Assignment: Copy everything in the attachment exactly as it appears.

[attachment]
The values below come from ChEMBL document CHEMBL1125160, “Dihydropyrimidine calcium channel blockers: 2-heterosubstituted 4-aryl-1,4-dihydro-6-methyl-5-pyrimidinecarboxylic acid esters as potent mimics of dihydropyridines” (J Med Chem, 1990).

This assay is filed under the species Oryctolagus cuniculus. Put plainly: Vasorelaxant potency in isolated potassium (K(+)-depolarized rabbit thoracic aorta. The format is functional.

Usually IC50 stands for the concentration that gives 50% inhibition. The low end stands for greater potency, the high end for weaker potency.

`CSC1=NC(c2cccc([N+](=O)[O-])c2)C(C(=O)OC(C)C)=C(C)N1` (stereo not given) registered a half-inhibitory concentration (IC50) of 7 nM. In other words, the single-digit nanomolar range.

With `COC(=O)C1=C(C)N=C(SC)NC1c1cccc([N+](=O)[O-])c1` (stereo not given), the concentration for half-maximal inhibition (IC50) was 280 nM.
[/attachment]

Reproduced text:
The values below come from ChEMBL document CHEMBL1125160, “Dihydropyrimidine calcium channel blockers: 2-heterosubstituted 4-aryl-1,4-dihydro-6-methyl-5-pyrimidinecarboxylic acid esters as potent mimics of dihydropyridines” (J Med Chem, 1990).

This assay is filed under the species Oryctolagus cuniculus. Put plainly: Vasorelaxant potency in isolated potassium (K(+)-depolarized rabbit thoracic aorta. The format is functional.

Usually IC50 stands for the concentration that gives 50% inhibition. The low end stands for greater potency, the high end for weaker potency.

`CSC1=NC(c2cccc([N+](=O)[O-])c2)C(C(=O)OC(C)C)=C(C)N1` (stereo not given) registered a half-inhibitory concentration (IC50) of 7 nM. In other words, the single-digit nanomolar range.

With `COC(=O)C1=C(C)N=C(SC)NC1c1cccc([N+](=O)[O-])c1` (stereo not given), the concentration for half-maximal inhibition (IC50) was 280 nM.